By Kris Jepson
Durham County Council is warning people they could face investigation and prosecution if they are caught fly-tipping during the Christmas holidays.
The warning comes after the successful prosecution of Robert Stephenson, 25, from Chester-le-Street. He pleaded guilty to fly-tipping and was fined £320 after being caught on camera dumping carrier bags of waste, cardboard and wood from a white van on land near Beamish Boarding Kennels.
Watch @krisjepson's report here:
In England there were 950,000 fly-tipping incidents in the last year and in County Durham alone, the council has dealt with more than 7,800 incidents.
Ian Hault is the council's neighbourhood protection manager. He said the latest prosecution should send out a clear message to any potential fly-tippers.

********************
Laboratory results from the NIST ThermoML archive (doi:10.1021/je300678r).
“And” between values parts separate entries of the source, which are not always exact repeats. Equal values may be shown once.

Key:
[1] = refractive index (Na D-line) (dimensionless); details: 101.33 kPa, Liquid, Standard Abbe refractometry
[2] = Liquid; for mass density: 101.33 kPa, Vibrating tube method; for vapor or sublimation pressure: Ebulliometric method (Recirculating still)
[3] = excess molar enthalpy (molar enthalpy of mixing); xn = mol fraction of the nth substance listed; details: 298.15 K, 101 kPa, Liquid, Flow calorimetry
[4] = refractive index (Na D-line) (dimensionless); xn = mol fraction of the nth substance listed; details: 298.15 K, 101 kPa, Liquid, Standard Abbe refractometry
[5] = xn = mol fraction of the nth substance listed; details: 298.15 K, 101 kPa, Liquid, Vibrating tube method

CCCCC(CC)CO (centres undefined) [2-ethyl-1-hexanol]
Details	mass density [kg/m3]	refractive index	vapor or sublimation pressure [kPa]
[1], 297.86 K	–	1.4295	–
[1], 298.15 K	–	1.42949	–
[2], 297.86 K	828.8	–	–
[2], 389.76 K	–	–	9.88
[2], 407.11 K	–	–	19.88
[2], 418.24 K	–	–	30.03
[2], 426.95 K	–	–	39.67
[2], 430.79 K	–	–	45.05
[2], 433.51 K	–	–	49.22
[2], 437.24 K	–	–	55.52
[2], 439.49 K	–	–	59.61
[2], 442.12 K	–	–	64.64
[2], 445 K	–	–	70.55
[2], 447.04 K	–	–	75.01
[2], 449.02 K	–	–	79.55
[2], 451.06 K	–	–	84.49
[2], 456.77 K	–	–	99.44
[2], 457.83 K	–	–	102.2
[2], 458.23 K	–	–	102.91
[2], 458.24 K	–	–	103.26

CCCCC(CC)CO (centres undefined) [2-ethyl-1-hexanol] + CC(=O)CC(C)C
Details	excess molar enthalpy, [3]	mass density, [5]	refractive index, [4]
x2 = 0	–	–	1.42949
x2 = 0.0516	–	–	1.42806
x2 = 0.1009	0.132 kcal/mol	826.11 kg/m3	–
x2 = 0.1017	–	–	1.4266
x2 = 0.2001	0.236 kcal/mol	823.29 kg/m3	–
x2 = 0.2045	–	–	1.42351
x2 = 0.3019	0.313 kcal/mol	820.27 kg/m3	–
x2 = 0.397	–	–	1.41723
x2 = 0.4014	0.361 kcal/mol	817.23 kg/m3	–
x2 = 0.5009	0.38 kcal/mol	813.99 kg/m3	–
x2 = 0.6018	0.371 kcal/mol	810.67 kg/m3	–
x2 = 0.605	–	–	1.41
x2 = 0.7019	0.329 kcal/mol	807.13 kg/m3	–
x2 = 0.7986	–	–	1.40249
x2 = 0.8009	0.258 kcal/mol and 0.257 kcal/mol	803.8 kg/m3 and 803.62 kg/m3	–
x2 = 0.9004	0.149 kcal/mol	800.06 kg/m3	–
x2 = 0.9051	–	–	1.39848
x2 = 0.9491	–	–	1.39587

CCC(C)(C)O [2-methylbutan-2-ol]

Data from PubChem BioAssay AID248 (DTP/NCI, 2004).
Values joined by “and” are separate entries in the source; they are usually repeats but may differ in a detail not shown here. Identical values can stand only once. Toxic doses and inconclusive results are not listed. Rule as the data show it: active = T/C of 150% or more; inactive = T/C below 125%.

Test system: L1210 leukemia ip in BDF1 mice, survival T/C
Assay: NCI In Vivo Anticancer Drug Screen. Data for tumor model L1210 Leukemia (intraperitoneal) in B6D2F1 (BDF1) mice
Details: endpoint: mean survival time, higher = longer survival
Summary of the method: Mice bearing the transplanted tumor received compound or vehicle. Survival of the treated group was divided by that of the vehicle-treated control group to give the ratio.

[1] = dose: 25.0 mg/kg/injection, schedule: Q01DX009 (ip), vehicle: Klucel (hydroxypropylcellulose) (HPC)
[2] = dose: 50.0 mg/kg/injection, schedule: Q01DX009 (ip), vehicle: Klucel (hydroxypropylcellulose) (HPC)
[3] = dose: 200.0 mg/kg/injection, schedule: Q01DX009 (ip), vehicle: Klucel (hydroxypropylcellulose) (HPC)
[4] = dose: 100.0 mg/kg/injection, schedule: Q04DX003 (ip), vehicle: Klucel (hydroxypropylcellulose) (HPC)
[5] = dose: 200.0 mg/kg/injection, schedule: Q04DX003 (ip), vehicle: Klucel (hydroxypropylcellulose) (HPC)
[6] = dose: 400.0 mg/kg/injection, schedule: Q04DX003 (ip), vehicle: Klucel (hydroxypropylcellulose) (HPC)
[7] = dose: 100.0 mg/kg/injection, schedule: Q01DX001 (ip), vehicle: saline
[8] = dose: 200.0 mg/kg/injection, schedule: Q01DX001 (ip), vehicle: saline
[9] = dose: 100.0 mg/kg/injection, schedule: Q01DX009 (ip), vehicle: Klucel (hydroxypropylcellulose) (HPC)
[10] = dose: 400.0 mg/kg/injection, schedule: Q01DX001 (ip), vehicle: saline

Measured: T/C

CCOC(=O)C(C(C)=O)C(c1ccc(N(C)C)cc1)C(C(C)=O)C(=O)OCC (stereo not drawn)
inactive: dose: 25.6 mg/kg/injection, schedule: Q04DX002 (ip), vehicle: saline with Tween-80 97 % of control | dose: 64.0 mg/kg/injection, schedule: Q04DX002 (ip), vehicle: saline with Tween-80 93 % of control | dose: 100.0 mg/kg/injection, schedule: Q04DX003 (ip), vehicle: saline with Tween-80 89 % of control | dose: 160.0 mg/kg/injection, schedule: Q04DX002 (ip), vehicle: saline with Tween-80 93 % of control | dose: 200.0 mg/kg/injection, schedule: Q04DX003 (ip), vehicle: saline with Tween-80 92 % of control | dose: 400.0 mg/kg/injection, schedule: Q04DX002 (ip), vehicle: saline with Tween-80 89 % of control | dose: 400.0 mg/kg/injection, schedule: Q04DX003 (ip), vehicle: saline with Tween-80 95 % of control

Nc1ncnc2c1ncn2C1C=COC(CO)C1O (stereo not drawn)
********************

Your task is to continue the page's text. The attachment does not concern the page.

In November 2014, Durham County Council launched Operation Stop It, a campaign to tackle fly-tipping in partnership with Durham Constabulary, Crimestoppers and the Environment Agency.
Since 2015, they have deployed 24 covert cameras 365 times across the county, which has on some occasions led to prosecutions.
In the last three years Durham County Council has:
Deployed cameras at 365 locations
Prosecuted 83 people for fly-tipping
Fines, costs and compensation totalling £45,016
Carried out 151 stop and search operations
Issued 23 Fixed Penalty Notices for fly-tipping
Issued 56 Fixed Penalty Notices for waste carrier offences
The Campaign to Protect Rural England says people should act responsibly when it comes to disposing of waste during the Christmas period.